Ok, so, this is just a little scrap of stuff I wrote after watching Sleepy Hollow and coming back from my first hunt on Apple (PS, it was AMAZING we went so fast!), so I'm on a horse high. People who don't like horses/riding/foxhunting and seeing Kurt and Kitty riding and/or in very horsey places, turn back now, for this is the epitome of horsey Kurtty. Don't flame me about "too many horses" because you were warned.
January 2, 1560
The air was stiff and brittle and as filled with frost as the road beneath her feet was. The only sounds were the pounding of hooves, the jingling of harness, and the snorting of the horse. Her breath was whipped away behind her in a steamy cloud as she flew along the frozen road, iron shoes gouging ghostly tracks. This was real freedom.
From the black trees overhead, the moon struck down, silver and black in the cold night, and no living thing was out. She leaned into the corner as it appeared and vanished behind her, as everything else did when she was free. No destination in mind, she kept going.
The night is a pure and sacred thing, and as the sun rises, something inside, called a dream, dies. Her time of freedom was dead, there was no more fun, now, the fierce freedom like she could fly was gone, and now she was stuck, lost, sickly, and illegal.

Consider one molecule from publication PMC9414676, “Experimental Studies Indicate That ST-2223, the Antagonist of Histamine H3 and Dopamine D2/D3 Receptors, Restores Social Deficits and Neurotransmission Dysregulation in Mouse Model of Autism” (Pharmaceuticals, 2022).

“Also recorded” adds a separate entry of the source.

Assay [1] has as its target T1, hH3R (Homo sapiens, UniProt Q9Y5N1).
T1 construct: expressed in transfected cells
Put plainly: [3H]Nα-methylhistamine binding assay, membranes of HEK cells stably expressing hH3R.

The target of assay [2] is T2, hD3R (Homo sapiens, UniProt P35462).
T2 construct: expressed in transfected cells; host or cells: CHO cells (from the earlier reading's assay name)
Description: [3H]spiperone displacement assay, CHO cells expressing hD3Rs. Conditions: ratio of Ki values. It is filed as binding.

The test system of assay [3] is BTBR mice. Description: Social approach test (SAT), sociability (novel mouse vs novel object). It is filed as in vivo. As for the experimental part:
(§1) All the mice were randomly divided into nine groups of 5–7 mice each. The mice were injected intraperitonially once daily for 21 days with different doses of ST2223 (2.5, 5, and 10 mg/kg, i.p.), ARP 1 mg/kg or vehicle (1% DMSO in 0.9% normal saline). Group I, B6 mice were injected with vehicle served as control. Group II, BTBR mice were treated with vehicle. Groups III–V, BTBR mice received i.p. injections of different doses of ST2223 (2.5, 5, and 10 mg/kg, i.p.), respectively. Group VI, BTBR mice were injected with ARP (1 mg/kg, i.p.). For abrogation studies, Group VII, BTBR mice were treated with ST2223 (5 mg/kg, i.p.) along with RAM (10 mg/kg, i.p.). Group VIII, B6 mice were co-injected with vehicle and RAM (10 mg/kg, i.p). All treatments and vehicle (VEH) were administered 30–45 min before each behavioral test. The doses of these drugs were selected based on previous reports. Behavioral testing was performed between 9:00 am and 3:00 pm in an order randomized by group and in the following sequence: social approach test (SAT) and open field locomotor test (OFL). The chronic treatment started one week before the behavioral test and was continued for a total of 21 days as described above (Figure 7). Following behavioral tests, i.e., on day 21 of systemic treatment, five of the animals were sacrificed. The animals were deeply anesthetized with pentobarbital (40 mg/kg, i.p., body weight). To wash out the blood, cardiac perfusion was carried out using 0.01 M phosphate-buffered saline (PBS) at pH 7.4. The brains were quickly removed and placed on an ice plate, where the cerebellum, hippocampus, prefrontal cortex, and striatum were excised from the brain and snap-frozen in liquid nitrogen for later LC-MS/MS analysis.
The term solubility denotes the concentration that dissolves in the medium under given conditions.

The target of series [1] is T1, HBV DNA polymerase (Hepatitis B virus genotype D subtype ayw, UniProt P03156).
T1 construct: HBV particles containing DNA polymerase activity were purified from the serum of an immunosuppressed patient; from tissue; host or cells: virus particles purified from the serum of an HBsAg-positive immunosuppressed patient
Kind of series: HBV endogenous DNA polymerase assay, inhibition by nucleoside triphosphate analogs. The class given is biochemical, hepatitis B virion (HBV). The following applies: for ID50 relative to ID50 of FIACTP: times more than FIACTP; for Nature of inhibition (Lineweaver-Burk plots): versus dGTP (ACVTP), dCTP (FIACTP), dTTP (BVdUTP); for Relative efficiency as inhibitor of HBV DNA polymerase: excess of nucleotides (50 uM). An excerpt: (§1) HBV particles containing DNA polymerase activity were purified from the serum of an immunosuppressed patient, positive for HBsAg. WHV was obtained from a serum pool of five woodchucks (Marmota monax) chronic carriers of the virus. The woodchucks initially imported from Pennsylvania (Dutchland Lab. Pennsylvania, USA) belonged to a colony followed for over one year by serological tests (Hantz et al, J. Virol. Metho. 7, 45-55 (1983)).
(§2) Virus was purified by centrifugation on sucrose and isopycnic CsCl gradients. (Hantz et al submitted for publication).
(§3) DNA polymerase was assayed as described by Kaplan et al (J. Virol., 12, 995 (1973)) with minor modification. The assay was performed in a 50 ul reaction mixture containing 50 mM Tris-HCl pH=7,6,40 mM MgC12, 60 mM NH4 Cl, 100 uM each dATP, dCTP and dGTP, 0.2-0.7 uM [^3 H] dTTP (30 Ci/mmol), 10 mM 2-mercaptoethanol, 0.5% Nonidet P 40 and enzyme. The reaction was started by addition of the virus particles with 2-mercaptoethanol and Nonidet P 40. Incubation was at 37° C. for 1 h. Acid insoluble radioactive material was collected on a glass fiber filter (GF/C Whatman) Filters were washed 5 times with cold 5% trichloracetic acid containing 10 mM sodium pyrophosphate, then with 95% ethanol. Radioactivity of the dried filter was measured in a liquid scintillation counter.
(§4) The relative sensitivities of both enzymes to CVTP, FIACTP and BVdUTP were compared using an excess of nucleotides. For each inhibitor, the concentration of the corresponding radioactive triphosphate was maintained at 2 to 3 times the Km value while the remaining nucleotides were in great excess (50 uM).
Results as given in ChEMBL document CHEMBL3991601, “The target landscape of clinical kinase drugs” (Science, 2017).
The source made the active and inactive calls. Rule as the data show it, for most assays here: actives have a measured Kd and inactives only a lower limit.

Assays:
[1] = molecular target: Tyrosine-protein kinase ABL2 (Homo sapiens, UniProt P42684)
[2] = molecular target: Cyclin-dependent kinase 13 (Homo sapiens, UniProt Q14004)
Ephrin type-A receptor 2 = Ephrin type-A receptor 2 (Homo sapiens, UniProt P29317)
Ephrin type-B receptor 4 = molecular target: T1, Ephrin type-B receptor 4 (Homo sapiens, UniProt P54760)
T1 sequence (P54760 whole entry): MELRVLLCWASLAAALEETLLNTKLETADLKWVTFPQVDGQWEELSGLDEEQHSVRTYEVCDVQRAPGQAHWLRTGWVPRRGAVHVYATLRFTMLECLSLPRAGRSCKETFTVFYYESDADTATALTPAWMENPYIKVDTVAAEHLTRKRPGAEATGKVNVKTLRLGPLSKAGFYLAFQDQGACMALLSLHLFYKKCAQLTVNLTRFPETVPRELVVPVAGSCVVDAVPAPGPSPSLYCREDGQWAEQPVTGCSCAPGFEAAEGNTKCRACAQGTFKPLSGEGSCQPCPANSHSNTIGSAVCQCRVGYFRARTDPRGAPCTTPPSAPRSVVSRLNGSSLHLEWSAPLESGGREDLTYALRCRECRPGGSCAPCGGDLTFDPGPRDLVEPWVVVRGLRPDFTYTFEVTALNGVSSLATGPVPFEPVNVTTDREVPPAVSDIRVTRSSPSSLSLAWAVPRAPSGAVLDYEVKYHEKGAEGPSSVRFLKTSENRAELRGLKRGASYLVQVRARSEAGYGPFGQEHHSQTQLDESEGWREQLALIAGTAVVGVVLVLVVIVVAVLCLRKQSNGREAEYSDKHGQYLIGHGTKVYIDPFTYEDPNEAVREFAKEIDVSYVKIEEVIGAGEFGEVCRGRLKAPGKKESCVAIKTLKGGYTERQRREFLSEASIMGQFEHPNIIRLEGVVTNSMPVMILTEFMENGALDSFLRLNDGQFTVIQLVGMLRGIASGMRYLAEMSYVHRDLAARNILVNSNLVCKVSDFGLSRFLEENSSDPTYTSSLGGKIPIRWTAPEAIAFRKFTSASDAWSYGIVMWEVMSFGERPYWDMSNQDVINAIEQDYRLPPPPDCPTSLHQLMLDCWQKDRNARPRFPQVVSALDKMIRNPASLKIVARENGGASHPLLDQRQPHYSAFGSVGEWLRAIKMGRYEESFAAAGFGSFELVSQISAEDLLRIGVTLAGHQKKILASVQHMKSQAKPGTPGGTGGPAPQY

January 2, present day
"Kurt Wagner! What can you tell me about the Elizabethan Era?" The teacher snapped, and Kurt was jolted out of his dream. He blinked groggily and lifted his head off the desk.
"Ah, well, uh, zere vere highvaymen?" he said, confused. How did we go from the Romans to the Elizabethans? Was I really asleep that long? He wondered and shook his head, grateful the teacher had moved on.
"Yes, there were highwaymen. The Elizabethan Era is when the highwayman, and the lesser known but more common footpad became usual. Now, can anybody give me an example of a highwayman?" The teacher lectured. Nobody raised their hand, so she looked around for her next victim. "Ah, Kitty Pryde, how about you?"